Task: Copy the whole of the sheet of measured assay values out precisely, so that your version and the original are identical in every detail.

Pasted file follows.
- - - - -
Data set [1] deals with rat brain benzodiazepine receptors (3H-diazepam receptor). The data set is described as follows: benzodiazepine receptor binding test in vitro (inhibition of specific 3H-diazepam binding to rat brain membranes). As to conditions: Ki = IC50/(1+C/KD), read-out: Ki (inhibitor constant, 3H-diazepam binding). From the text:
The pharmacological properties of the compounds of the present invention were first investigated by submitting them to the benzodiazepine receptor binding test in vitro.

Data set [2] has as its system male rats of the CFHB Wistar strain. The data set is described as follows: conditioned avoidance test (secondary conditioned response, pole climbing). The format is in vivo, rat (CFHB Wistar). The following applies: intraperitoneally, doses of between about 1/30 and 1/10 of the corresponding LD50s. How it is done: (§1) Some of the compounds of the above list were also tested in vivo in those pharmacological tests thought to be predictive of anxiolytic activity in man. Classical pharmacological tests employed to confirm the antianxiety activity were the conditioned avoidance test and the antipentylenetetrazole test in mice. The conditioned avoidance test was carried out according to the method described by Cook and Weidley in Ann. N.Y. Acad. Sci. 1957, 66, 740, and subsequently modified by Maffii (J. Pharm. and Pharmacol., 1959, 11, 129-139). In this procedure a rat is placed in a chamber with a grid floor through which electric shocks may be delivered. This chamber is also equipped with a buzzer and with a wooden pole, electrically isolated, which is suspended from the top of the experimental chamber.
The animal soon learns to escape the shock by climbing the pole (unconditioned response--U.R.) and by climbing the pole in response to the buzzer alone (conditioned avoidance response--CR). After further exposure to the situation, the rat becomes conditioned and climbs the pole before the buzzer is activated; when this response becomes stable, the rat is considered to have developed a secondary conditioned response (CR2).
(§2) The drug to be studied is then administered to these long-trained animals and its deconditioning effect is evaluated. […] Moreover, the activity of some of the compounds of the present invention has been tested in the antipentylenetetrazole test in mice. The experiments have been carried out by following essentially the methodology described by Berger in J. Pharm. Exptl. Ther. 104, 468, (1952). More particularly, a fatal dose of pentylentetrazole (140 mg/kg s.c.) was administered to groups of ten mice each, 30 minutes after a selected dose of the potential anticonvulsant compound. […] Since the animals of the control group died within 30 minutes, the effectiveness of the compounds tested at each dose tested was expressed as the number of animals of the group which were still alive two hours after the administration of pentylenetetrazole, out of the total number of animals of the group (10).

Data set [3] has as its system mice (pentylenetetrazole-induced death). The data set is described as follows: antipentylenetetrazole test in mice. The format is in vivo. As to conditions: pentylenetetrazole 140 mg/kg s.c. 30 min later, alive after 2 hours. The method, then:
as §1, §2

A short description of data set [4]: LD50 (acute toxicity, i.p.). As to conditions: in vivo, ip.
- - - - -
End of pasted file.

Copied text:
Data set [1] deals with rat brain benzodiazepine receptors (3H-diazepam receptor). The data set is described as follows: benzodiazepine receptor binding test in vitro (inhibition of specific 3H-diazepam binding to rat brain membranes). As to conditions: Ki = IC50/(1+C/KD), read-out: Ki (inhibitor constant, 3H-diazepam binding). From the text:
The pharmacological properties of the compounds of the present invention were first investigated by submitting them to the benzodiazepine receptor binding test in vitro.

Data set [2] has as its system male rats of the CFHB Wistar strain. The data set is described as follows: conditioned avoidance test (secondary conditioned response, pole climbing). The format is in vivo, rat (CFHB Wistar). The following applies: intraperitoneally, doses of between about 1/30 and 1/10 of the corresponding LD50s. How it is done: (§1) Some of the compounds of the above list were also tested in vivo in those pharmacological tests thought to be predictive of anxiolytic activity in man. Classical pharmacological tests employed to confirm the antianxiety activity were the conditioned avoidance test and the antipentylenetetrazole test in mice. The conditioned avoidance test was carried out according to the method described by Cook and Weidley in Ann. N.Y. Acad. Sci. 1957, 66, 740, and subsequently modified by Maffii (J. Pharm. and Pharmacol., 1959, 11, 129-139). In this procedure a rat is placed in a chamber with a grid floor through which electric shocks may be delivered. This chamber is also equipped with a buzzer and with a wooden pole, electrically isolated, which is suspended from the top of the experimental chamber.
The animal soon learns to escape the shock by climbing the pole (unconditioned response--U.R.) and by climbing the pole in response to the buzzer alone (conditioned avoidance response--CR). After further exposure to the situation, the rat becomes conditioned and climbs the pole before the buzzer is activated; when this response becomes stable, the rat is considered to have developed a secondary conditioned response (CR2).
(§2) The drug to be studied is then administered to these long-trained animals and its deconditioning effect is evaluated. […] Moreover, the activity of some of the compounds of the present invention has been tested in the antipentylenetetrazole test in mice. The experiments have been carried out by following essentially the methodology described by Berger in J. Pharm. Exptl. Ther. 104, 468, (1952). More particularly, a fatal dose of pentylentetrazole (140 mg/kg s.c.) was administered to groups of ten mice each, 30 minutes after a selected dose of the potential anticonvulsant compound. […] Since the animals of the control group died within 30 minutes, the effectiveness of the compounds tested at each dose tested was expressed as the number of animals of the group which were still alive two hours after the administration of pentylenetetrazole, out of the total number of animals of the group (10).

Data set [3] has as its system mice (pentylenetetrazole-induced death). The data set is described as follows: antipentylenetetrazole test in mice. The format is in vivo. As to conditions: pentylenetetrazole 140 mg/kg s.c. 30 min later, alive after 2 hours. The method, then:
as §1, §2

A short description of data set [4]: LD50 (acute toxicity, i.p.). As to conditions: in vivo, ip.